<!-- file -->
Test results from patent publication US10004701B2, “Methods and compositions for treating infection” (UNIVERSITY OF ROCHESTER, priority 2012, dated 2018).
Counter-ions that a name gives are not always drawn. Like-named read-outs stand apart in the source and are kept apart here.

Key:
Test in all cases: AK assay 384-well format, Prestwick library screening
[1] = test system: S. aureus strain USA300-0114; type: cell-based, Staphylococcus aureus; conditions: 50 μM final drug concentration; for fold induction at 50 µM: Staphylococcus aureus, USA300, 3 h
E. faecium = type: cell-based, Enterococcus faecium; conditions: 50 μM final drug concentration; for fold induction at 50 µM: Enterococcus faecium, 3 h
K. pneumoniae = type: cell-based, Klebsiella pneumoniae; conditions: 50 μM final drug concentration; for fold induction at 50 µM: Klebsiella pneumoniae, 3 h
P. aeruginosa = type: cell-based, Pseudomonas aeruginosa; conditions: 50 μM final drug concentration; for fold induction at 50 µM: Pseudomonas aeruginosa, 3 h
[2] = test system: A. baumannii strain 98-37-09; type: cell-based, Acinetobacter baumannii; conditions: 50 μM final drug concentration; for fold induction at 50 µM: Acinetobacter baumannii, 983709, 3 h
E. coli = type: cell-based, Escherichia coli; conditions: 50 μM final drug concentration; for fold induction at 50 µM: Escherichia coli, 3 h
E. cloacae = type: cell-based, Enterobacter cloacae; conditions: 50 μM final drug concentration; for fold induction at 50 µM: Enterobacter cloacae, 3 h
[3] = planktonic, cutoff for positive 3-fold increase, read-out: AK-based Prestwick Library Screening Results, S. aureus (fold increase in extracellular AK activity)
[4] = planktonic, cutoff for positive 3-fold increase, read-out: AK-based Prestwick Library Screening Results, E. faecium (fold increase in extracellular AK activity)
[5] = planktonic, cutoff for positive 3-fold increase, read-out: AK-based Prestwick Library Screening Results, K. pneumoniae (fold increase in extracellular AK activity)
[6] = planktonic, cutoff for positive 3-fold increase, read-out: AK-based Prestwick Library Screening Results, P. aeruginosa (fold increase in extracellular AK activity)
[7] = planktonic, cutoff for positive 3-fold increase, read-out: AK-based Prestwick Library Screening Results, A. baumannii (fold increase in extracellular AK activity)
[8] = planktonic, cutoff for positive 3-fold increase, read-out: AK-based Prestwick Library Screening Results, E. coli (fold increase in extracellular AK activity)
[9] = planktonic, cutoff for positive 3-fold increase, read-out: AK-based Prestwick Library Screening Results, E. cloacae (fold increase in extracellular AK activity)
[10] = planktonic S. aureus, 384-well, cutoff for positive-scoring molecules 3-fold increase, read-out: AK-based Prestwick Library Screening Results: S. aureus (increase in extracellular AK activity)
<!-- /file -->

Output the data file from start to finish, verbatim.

Test results from patent publication US10004701B2, “Methods and compositions for treating infection” (UNIVERSITY OF ROCHESTER, priority 2012, dated 2018).
Counter-ions that a name gives are not always drawn. Like-named read-outs stand apart in the source and are kept apart here.

Key:
Test in all cases: AK assay 384-well format, Prestwick library screening
[1] = test system: S. aureus strain USA300-0114; type: cell-based, Staphylococcus aureus; conditions: 50 μM final drug concentration; for fold induction at 50 µM: Staphylococcus aureus, USA300, 3 h
E. faecium = type: cell-based, Enterococcus faecium; conditions: 50 μM final drug concentration; for fold induction at 50 µM: Enterococcus faecium, 3 h
K. pneumoniae = type: cell-based, Klebsiella pneumoniae; conditions: 50 μM final drug concentration; for fold induction at 50 µM: Klebsiella pneumoniae, 3 h
P. aeruginosa = type: cell-based, Pseudomonas aeruginosa; conditions: 50 μM final drug concentration; for fold induction at 50 µM: Pseudomonas aeruginosa, 3 h
[2] = test system: A. baumannii strain 98-37-09; type: cell-based, Acinetobacter baumannii; conditions: 50 μM final drug concentration; for fold induction at 50 µM: Acinetobacter baumannii, 983709, 3 h
E. coli = type: cell-based, Escherichia coli; conditions: 50 μM final drug concentration; for fold induction at 50 µM: Escherichia coli, 3 h
E. cloacae = type: cell-based, Enterobacter cloacae; conditions: 50 μM final drug concentration; for fold induction at 50 µM: Enterobacter cloacae, 3 h
[3] = planktonic, cutoff for positive 3-fold increase, read-out: AK-based Prestwick Library Screening Results, S. aureus (fold increase in extracellular AK activity)
[4] = planktonic, cutoff for positive 3-fold increase, read-out: AK-based Prestwick Library Screening Results, E. faecium (fold increase in extracellular AK activity)
[5] = planktonic, cutoff for positive 3-fold increase, read-out: AK-based Prestwick Library Screening Results, K. pneumoniae (fold increase in extracellular AK activity)
[6] = planktonic, cutoff for positive 3-fold increase, read-out: AK-based Prestwick Library Screening Results, P. aeruginosa (fold increase in extracellular AK activity)
[7] = planktonic, cutoff for positive 3-fold increase, read-out: AK-based Prestwick Library Screening Results, A. baumannii (fold increase in extracellular AK activity)
[8] = planktonic, cutoff for positive 3-fold increase, read-out: AK-based Prestwick Library Screening Results, E. coli (fold increase in extracellular AK activity)
[9] = planktonic, cutoff for positive 3-fold increase, read-out: AK-based Prestwick Library Screening Results, E. cloacae (fold increase in extracellular AK activity)
[10] = planktonic S. aureus, 384-well, cutoff for positive-scoring molecules 3-fold increase, read-out: AK-based Prestwick Library Screening Results: S. aureus (increase in extracellular AK activity)